According to an article in the Telegraph on Saturday (12th Aug), (Capita faces injunction threat over ‘pirated’ schools software (telegraph.co.uk)), Capita is threatened with an injunction after allegedly providing SIMS software, which it had sold to private equity for £400m, to schools in Northern Ireland without a licence.
Education Software Solutions (ESS) has asked the High Court to intervene in a row that risks disruption at 1,100 state schools in Northern Ireland.
Capita sold the SIMS software to ESS, set up by the private equity firm Montagu, for £400m in 2020 as part of chief executive Jon Lewis’s efforts to reduce a £1.1bn debt burden.
The outsourcer continued to provide the software to schools in Northern Ireland under licence, but ESS claims that permission expired in March.
Capita disputes this, telling the court it accepted “commercial terms” for an extension of the licence proposed by ESS during a phone call.
ESS wants the High Court to declare that no valid extension was made and have threatened to apply for an injunction forcing the software to be deleted across Northern Ireland.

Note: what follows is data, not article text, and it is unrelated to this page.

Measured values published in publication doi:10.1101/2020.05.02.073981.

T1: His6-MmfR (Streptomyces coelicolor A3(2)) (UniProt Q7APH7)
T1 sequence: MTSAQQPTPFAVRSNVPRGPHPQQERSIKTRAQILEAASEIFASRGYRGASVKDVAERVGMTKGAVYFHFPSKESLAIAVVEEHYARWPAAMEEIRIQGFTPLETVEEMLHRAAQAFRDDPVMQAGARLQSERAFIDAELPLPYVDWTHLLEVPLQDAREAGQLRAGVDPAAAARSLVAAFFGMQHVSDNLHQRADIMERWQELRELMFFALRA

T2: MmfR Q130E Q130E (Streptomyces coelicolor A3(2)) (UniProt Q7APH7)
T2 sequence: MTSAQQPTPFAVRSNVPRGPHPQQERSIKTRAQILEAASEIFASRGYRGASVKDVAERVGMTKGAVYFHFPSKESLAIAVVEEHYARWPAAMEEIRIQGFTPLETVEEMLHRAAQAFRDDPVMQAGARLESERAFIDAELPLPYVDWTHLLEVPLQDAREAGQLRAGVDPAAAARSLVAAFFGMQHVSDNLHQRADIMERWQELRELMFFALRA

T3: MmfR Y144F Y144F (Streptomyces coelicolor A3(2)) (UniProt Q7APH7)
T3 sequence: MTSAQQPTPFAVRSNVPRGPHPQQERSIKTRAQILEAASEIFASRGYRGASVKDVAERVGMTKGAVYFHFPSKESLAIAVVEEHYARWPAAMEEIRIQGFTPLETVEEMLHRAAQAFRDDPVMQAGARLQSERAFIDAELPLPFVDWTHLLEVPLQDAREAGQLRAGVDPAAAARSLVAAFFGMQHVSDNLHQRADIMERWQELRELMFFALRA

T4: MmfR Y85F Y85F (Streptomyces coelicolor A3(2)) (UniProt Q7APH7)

Around 1,100 Northern Irish state schools could be forced to delete copies of the software provided by Capita, which ESS claims are effectively pirated.
A Capita spokesman said: “Capita wholly rejects the accusations by ESS and intends to robustly defend its position in any ensuing legal proceedings.”
The High Court action comes after the Competition and Markets Authority closed an investigation into ESS in January over alleged abuse of its dominant position.
Schools complained that in 2021 ESS began locking them into three-year contracts for SIMS without giving them notice first, having previously let them renew their deals annually.
Watchdogs accepted an ESS plan to let some schools end their SIMS contracts before the three year period ended.
Ann Pope, the competition watchdog’s senior director of antitrust, said in January that the agreement would “bolster competition”, giving schools “more choice and ESS’s rivals a further chance to compete”.
This latest dispute comes whilst a procurement process for new school management information software for all Northern Ireland schools continues, with the current incumbent being the same SIMS software that is central to this latest action by ESS.